For years the industry has relied on providers to communicate such topics as support programs. The increased pressure from PPACA to ensure care coordination and convey prevention messages will decrease the ability of physicians to discuss third-party information such as brand programs. Needless to say, the implementation of PPACA in 2013 will drive a tremendous time constraint on providers to discuss the prescribed therapy and marketers’ need to understand that constraint or risk alienating the provider audience. The consultation constraints will minimize patient awareness of brand programs at a time when marketers and marketing consultants are placing increased emphasis on the use of support programs to differentiate brands.1 Marketers should assume that brand support programs’ communications will be a low priority in that critical face time consultation and look for alternative avenues to communicate the brand program messages.

Medication Therapy Management

If the clinician will have less time to discuss brand initiatives such as adherence or loyalty programs, where will that discussion go? The answer seems to be spelled out in PPACA as “follow up.” Under PPACA, clinicians will be incentivized to follow up with patients. How follow up will be accomplished is not defined. Also, the follow up initiative incorporates pharmacists. In PPACA the reimbursements for Medication Therapy Management (MTM) sessions by pharmacists are being increased. Some retail pharmacists already see MTMs as another way to generate future revenues as evidenced by the increased requests for support program information from manufacturers.2

The discussion requires Pharmacy Benefit Managers (PBMs) to institute MTM programs using qualified pharmacists for all Medicare part D patients. An MTM is an annual comprehensive medication review furnished face-to-face or using telehealth technologies by a licensed pharmacist or other qualified provider. The comprehensive medication review is supposed to include an overview of the individual’s medications and results in a written or printed summary of the results of the review provided to the patient. As a result of the medication review, a recommended medication action plan in consultation with the individual and with input from the prescriber may be put into place. Of note, PBMs are supposed to assess patients who are at risk but not enrolled in the MTM program at least once a quarter.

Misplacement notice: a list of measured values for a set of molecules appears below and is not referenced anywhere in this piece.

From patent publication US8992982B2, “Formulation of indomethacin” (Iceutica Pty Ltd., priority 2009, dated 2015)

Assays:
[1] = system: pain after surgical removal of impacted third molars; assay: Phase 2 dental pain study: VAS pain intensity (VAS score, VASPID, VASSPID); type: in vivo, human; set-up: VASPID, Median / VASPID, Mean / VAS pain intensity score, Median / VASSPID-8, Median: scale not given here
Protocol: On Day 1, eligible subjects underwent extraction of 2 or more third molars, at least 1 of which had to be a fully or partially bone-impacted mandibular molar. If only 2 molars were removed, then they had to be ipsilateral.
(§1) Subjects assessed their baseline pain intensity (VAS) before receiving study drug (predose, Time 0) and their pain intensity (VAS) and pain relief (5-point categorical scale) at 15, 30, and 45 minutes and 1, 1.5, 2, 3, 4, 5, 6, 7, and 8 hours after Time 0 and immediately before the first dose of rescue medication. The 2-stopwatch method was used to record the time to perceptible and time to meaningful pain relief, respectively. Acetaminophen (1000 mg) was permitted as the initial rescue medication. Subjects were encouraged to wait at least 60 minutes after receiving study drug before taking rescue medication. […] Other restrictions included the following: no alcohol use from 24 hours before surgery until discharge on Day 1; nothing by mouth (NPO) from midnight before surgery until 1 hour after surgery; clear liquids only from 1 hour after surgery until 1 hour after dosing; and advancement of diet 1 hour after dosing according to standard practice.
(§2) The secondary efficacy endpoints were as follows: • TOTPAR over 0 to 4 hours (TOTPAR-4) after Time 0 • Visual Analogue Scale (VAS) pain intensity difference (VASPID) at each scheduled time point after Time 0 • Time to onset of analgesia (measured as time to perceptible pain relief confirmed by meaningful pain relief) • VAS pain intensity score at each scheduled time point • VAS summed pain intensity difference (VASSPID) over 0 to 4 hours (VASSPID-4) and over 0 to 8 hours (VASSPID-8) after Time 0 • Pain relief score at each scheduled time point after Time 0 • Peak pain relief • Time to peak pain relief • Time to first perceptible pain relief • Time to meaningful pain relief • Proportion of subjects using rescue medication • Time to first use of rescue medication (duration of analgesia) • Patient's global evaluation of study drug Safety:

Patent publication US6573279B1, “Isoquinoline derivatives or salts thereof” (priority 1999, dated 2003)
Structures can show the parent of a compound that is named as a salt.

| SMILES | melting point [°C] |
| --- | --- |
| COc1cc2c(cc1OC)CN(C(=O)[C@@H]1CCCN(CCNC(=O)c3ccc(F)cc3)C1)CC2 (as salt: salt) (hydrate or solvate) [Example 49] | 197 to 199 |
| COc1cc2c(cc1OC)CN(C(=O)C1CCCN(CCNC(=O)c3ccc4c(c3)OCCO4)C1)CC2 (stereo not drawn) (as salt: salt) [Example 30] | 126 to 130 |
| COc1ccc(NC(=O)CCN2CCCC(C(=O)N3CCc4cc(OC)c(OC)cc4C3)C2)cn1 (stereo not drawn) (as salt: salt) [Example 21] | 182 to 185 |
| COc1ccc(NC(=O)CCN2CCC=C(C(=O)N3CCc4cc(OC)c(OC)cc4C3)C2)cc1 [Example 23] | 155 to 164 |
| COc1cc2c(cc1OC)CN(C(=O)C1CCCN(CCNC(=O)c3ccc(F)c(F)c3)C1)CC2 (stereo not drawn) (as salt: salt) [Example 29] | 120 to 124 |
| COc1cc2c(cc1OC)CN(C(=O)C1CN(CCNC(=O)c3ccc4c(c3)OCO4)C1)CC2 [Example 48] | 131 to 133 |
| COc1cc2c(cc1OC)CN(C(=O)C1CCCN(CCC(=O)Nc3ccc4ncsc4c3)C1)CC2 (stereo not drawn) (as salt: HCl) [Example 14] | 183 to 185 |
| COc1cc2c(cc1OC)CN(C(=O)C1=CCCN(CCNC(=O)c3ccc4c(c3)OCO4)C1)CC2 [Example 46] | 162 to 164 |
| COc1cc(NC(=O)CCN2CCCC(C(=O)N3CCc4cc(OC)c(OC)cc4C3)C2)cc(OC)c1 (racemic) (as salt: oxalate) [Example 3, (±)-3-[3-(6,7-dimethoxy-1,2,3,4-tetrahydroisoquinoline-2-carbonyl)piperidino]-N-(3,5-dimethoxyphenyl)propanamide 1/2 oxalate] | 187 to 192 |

So how does PPACA’s “follow up” and “MTM” affect the patient journey? Some may say it is simply a shift from one provider to another. However, experience shows that as change occurs, information is inevitably lost or not conveyed. The problem in changing support program delivery to the pharmacy is the potential increase in “leakage” from the generated prescriptions. Well before any PPACA changes, studies by the National Association of Chain Drug Stores (NACDS) found that less than 70% of prescriptions generated in the provider’s office make it to a pharmacy to be filled. This study has been confirmed several times over the past few years with the most recent being from the Kaiser family foundation using e-prescribing. As marketers know, even when the patient fills the prescription and moves along the patient journey through treatment, there is tremendous non-adherence.

Look for Part Three in the August issue.

References:
1. Case D, IBM’s Reinvention Should Inspire Flat Pharma Business, Forbes, 28 July 2012; http://www.forbes.com/sites/davechase/2012/07/28/ibms-reinvention-should-inspire-flat-pharma-businesses/
2. Manhattan Research, Taking the Pulse Pharmacists, 5 Nov 2012

  • Stephen Casey

    Managing Director of MedAdvocacy LLC. Steve’s more than 25 years of commercial experience includes carrying the detail bag, brand management, the c-suite, consulting and business start-up. MedAdvocacy assists innovative product marketers by streamlining communication processes and collaboration.